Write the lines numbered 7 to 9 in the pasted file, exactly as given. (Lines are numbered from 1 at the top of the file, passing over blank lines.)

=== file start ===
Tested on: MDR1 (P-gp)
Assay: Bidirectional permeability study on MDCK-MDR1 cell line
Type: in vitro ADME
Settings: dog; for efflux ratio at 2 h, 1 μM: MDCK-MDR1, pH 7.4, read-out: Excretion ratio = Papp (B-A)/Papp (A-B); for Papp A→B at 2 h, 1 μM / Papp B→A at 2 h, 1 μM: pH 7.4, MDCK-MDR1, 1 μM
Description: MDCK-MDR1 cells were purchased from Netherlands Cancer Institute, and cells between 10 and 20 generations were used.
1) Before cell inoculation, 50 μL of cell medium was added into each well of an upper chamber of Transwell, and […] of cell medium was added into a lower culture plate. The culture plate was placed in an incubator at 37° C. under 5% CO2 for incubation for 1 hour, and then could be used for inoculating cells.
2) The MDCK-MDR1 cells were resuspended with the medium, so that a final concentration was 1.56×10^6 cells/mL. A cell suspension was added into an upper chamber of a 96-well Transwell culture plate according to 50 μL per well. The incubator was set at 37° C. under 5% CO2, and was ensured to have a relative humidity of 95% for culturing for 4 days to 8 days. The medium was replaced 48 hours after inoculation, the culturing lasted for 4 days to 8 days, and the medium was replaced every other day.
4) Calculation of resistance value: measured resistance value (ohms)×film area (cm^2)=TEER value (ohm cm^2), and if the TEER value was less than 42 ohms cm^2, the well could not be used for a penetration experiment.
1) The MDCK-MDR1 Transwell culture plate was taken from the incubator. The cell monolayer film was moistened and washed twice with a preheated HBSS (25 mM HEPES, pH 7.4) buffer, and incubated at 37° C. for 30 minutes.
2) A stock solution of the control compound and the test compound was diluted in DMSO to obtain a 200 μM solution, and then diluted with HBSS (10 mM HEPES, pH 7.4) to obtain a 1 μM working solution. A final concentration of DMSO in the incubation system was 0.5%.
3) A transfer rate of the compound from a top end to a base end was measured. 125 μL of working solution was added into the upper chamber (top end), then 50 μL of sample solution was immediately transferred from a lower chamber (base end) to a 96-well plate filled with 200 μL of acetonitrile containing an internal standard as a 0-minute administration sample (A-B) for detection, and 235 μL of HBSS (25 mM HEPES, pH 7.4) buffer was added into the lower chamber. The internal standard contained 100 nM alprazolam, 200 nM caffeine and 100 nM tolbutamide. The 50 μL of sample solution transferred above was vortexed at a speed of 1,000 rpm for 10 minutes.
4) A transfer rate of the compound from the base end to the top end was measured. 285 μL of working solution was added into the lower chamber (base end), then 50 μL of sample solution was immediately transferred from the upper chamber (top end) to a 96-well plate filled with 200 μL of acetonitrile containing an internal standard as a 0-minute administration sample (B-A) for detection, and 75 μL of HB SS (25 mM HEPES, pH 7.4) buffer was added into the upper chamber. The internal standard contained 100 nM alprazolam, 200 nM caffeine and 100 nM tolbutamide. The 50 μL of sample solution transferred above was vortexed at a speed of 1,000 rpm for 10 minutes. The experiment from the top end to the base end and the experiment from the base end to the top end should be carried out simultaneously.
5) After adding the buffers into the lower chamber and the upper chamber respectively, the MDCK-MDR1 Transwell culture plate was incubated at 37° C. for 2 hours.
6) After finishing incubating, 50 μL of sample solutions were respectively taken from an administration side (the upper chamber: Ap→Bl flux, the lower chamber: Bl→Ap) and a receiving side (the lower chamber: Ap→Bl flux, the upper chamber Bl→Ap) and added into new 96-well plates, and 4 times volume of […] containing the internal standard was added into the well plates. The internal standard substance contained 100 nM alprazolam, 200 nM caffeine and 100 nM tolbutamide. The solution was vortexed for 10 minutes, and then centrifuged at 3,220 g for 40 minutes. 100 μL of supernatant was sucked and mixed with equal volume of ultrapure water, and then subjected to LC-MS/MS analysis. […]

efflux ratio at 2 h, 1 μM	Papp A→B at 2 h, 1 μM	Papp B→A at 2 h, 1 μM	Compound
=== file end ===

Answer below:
2) The MDCK-MDR1 cells were resuspended with the medium, so that a final concentration was 1.56×10^6 cells/mL. A cell suspension was added into an upper chamber of a 96-well Transwell culture plate according to 50 μL per well. The incubator was set at 37° C. under 5% CO2, and was ensured to have a relative humidity of 95% for culturing for 4 days to 8 days. The medium was replaced 48 hours after inoculation, the culturing lasted for 4 days to 8 days, and the medium was replaced every other day.
4) Calculation of resistance value: measured resistance value (ohms)×film area (cm^2)=TEER value (ohm cm^2), and if the TEER value was less than 42 ohms cm^2, the well could not be used for a penetration experiment.
1) The MDCK-MDR1 Transwell culture plate was taken from the incubator. The cell monolayer film was moistened and washed twice with a preheated HBSS (25 mM HEPES, pH 7.4) buffer, and incubated at 37° C. for 30 minutes.